Kramp said he’s already been working with members of the Eastern Ontario Wardens’ Caucus and he doesn’t want to see a promised provincial investment in the technology delayed or forgotten. It’s not surprising the project is high on Kramp’s list as he was a major advocate of the original Eastern Ontario Regional Network investment in 2010.
Another priority will be raising the economic standard for people in Hastings-Lennox and Addington.
“People don’t want to be the working poor. We have too many people who have a job who are finding it very, very difficult to survive. It shouldn’t be that way,” Kramp said, adding there are two challenges to consider: that wages aren’t high enough and that expenses are too high.
“Is it a combination of both?” he asked. “We know we’re paying too much for too many things, but if we raise everything up we’re not going to be competitive. It has to be done in a balanced effective way.”
In light of the deeply partisan and divisive rhetoric of the past campaign, Kramp was asked how he plans to pull the people of his riding together. He said he believes he has a history of working across party lines to serve people.
“I’ve never been an overly partisan individual and I do believe there’s great strength in diversity. No party… I, we or anybody has all the perfect answers. I’m willing to look, listen, and see if there’s a better way to build the proverbial mousetrap,” he said. “I’m looking forward to working with people from all across the political spectrum to see what we can do best for our province.”
Addressing a concern raised in recent years in lower Lennox and Addington County about representation in a large riding, Kramp said he is hoping he’ll have two offices, one in Lennox and Addington and one in Hastings if his budget allows. He said he doesn’t feel constituents should have to travel hours to see their MPP.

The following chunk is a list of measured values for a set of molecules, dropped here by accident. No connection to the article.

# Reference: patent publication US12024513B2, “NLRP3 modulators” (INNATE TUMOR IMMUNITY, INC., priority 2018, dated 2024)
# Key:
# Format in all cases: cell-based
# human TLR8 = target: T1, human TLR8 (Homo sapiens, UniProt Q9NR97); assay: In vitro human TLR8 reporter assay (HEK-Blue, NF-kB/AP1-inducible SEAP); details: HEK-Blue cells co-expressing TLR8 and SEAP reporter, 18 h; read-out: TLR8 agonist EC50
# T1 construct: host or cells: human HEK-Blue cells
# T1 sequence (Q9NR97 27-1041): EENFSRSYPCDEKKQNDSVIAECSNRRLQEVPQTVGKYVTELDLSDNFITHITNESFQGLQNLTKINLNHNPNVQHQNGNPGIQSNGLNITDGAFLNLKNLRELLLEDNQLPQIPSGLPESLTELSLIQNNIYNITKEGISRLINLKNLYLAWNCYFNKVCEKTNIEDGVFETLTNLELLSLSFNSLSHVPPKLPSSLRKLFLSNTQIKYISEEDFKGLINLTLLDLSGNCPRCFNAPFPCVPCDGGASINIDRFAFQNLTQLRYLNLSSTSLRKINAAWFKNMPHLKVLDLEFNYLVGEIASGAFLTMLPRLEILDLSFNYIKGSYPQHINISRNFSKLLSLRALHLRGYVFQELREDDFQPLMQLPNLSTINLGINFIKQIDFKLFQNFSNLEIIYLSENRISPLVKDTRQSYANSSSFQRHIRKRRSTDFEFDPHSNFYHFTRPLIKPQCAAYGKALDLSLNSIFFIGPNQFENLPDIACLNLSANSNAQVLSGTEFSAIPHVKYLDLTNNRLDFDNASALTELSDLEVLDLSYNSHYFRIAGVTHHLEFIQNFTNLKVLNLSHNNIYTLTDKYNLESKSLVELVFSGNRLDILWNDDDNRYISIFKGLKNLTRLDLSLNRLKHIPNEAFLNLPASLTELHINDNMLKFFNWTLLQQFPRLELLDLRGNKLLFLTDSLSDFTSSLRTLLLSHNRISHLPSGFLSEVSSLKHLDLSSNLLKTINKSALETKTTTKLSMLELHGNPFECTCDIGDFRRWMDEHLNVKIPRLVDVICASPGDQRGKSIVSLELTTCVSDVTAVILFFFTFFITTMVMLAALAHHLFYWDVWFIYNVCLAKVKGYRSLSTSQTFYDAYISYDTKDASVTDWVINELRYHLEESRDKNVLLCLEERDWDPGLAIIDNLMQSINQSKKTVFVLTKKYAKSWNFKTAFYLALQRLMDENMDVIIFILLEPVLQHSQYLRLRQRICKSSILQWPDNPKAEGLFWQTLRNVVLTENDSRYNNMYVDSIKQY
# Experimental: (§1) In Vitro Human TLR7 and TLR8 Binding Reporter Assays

He also stressed that he’d like to make constituency issues his priority, but he would consider any cabinet assignments Premier-elect Doug Ford may bestow upon him in the future.
“I’ll take that as it comes. If there’s a responsibility that they want me to do, of course I’ll take it on, but I have a clear priority on my riding.”
Kramp took 22,636 (50.3 per cent) votes across the 93 polls in the riding, an 8,179-vote margin over the NDP’s Nate Smelle, with 14,457 (32.12 per cent). Liberal Tim Rigby had 5,173 votes (11.49 per cent), Green candidate Sari Watson had 1,910 (4.24 per cent), Trillium candidate Lonnie Herrington had 466 (1.04 per cent), and Libertarian Greg Scholfield had 362 (0.8 per cent).
The voter turnout in Hastings-Lennox and Addington was 61.69 per cent, higher than the provincial average of 58 per cent.
Flanked by his wife Carol Ann, daughters Shelby, Taryl, and Kari Layne, and several grandchildren, Kramp said he was humbled by his new responsibility and thanked his team for an “unbelievable” effort to get that vote out.
“Of all the years I’ve been engaged, I’ve never worked with a team ever in all my political time that came together and worked so hard,” he said. “The most inspirational thing to me was it didn’t matter what was going on between leadership, polls, conversations, or whether it was a good time or a bad or weak moment. Everybody stayed together as a team. We pulled together. There was no indecision and no second guessing. It was full stream ahead from the time we started to the time it ended. This was no easy victory.”